In ½ Price Checks Cashed v. United Automobile Insurance Company, 344 S.W.3d 378 (Tex. 2011), the Texas Supreme Court decided that the holder of a dishonored check suing under Article 3 of the UCC 1 is allowed to recover attorney’s fees under Chapter 38 of the Texas Civil Practice and Remedies Code.2
1 Section 3.414(b) of the Texas Business & Commerce Code (UCC) specifically provides that if an unaccepted draft is dishonored, the drawer is obligated to pay the draft according to its terms at the time it was issued or, if not issued, at the time it came into possession of a holder—the obligation being owed to any person entitled to enforce the draft.
2 Section 38.001(8) of the Texas Civil Practice and Remedies Code allows a claimant to recover attorney’s fees in a suit on a contract.
In ½ Price Checks Cashed, the check’s holder successfully sued the drawer in justice court for the drawer’s breach of its obligation to pay a dishonored check and was awarded attorney’s fees. The drawer appealed de novo to the County Court at Law and the County Court at law granted summary judgment for the holder. The drawer then appealed the issue of attorney’s fees to the Dallas Court of Appeals. That appeals court reversed the County Court at Law, concluding that Chapter 38 of the Texas Civil Practice and Remedies Code does not apply to an action on a dishonored check because an action on a dishonored check is “purely statutory” and not a claim on a contract. The Texas Supreme Court disagreed.3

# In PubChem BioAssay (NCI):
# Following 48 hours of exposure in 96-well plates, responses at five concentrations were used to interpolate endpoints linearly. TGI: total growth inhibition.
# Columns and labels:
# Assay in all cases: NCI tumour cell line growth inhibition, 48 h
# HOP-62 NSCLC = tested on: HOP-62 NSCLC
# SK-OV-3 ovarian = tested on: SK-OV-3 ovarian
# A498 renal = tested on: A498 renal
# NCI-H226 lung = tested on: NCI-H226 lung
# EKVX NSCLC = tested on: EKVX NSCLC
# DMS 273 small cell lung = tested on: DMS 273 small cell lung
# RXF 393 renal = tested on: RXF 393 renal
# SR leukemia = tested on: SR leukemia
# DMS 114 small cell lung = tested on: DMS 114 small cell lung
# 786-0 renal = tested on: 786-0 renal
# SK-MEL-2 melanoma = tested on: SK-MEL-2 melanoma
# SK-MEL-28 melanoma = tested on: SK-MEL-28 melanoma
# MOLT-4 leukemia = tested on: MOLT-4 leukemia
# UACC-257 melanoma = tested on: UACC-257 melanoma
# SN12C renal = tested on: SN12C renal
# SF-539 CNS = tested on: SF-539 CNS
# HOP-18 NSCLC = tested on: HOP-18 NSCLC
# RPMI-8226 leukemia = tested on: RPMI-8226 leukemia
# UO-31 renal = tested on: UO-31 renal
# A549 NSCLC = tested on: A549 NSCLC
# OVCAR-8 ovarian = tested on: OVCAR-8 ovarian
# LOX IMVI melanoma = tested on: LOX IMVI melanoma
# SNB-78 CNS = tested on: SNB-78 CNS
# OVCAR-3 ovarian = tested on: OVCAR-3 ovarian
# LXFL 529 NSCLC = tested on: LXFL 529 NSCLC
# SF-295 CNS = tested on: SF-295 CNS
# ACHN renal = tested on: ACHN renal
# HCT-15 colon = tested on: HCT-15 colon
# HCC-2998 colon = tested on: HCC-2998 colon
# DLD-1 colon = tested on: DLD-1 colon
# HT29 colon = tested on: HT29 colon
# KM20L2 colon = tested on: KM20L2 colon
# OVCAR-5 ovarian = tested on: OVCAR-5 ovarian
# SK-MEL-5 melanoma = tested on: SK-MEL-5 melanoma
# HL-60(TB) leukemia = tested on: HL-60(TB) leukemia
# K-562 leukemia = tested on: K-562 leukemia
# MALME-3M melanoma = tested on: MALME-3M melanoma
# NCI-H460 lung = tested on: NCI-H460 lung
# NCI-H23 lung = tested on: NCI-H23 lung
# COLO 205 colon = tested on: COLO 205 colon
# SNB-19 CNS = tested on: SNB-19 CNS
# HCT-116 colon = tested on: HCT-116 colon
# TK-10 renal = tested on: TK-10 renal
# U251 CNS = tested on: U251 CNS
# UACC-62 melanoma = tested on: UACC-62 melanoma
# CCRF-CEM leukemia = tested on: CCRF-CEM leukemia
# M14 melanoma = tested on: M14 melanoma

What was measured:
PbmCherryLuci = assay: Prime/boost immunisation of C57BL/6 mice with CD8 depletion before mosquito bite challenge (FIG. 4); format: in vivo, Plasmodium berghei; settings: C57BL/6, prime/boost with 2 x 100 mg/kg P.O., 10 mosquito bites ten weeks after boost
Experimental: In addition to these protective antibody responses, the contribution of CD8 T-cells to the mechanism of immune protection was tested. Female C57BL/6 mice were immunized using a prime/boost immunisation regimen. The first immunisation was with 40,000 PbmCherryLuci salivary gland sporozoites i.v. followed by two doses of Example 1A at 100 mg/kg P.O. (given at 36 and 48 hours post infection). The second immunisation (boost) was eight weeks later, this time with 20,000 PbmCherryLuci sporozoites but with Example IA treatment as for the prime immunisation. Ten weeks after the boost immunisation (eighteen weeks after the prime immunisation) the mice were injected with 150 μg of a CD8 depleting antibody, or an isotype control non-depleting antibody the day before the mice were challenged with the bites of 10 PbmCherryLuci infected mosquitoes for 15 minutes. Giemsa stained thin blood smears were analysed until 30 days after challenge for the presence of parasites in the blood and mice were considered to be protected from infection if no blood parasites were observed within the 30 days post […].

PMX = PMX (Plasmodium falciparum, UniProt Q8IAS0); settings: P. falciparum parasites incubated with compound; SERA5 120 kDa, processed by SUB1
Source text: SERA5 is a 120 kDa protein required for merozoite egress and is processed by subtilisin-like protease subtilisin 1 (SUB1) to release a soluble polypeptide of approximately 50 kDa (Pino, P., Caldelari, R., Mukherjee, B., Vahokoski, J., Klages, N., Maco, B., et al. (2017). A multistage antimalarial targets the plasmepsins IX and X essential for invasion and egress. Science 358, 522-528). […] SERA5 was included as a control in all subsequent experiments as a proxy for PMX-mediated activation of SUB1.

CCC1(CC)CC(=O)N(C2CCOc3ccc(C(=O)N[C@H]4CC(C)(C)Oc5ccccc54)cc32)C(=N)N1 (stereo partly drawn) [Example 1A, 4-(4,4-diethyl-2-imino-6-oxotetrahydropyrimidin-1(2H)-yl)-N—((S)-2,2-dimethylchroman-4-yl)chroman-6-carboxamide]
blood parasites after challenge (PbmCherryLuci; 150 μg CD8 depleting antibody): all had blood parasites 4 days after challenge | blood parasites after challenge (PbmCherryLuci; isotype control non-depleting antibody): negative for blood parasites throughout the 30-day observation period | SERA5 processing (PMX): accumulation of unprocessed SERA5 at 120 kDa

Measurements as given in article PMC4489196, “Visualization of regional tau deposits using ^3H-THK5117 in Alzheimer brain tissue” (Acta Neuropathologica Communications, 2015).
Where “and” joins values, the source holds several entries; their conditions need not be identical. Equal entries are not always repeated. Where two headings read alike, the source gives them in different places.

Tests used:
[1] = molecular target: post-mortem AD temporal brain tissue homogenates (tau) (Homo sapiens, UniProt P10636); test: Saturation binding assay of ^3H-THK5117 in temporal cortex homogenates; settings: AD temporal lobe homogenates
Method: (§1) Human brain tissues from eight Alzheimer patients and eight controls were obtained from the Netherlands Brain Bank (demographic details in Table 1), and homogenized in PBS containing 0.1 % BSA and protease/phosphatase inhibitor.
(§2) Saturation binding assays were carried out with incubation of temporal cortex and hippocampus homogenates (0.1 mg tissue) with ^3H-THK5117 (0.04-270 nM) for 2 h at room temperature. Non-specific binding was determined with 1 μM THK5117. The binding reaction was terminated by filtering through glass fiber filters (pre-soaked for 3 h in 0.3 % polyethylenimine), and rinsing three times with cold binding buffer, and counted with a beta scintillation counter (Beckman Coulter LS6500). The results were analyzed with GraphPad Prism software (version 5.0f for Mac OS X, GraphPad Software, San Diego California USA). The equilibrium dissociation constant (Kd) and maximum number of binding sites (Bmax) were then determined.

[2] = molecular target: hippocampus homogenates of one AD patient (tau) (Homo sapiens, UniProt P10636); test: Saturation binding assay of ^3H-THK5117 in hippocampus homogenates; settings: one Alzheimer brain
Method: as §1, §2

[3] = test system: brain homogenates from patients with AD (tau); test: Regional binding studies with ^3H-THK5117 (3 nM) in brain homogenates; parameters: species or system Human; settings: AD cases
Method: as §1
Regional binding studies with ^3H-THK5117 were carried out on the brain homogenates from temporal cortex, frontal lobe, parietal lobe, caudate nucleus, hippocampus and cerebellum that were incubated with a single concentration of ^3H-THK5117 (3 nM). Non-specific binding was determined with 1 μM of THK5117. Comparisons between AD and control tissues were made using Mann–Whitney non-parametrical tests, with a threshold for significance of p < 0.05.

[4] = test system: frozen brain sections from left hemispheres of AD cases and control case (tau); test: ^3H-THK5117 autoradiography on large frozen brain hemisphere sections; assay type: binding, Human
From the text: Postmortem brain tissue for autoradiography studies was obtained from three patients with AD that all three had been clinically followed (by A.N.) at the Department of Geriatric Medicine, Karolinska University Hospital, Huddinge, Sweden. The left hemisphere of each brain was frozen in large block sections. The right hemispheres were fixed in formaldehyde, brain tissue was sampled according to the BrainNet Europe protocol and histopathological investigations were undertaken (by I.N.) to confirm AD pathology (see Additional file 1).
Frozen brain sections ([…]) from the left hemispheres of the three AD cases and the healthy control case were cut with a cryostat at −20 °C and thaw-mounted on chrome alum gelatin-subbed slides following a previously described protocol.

3 An interesting aspect of this case is the question of jurisdiction. The general rule is that the Texas Supreme Court lacks jurisdiction over a suit appealed from a county court or from a district court under which a county court would have original or appellate jurisdiction of the case. An important exception to this rule, however, is when one court of appeals holds differently from a prior decision of another court of appeals or of the Texas Supreme Court itself.
After providing a detailed history of Chapter 38’s underlying purpose, the Court addresses the question of whether a check is a contract. First the Court cites to the UCC’s definition of a negotiable instrument: “A negotiable instrument is an unconditional promise or order to pay a fixed amount of money.” Tex. Bus. & Com. Code § 3.104(a). Second, the Court compares this definition with the Restatement of Contracts and observes how the UCC definition “fits squarely within the meaning of a contract as ‘a promise or a set of promises for the breach of which the law gives a remedy.’”4 In short, the Court concludes that a check is a contract because a check includes a drawer’s unconditional promise to pay the holder of the instrument, which promise is manifested by the drawer’s signature on the check.
4 Citing Restatement (Second) of Contracts § 1 (1981).
Relying on the above rationale, the Court then returns to the question whether a suit on a check under Article 3 of the UCC is itself a suit on a contract—thus allowing for the recovery of attorney’s fees under Chapter 38 of the Texas Civil Practice & Remedies Code. In its analysis, the Court makes two additional points: First, the Court cites the “economic loss rule,” characterizing the holder’s action as sounding in contract because the only injury is the “economic loss to the subject of the contract itself.” Indeed, just because the holder of a dishonored check is suing under a statutory provision does not mean that the damages are not contractual in nature. And, second, the Court notes that by allowing the recovery of the attorney’s fees in this context (which would otherwise available in any common law breach of contract action) it is not disrupting the UCC’s comprehensive statutory scheme, but merely supplementing it—which was expressly contemplated by the legislature. E.g., Tex. Bus. & Com. Code § 1.103(b) (providing that the code is to be supplemented by principles of law unless otherwise displaced a specific provision in the code).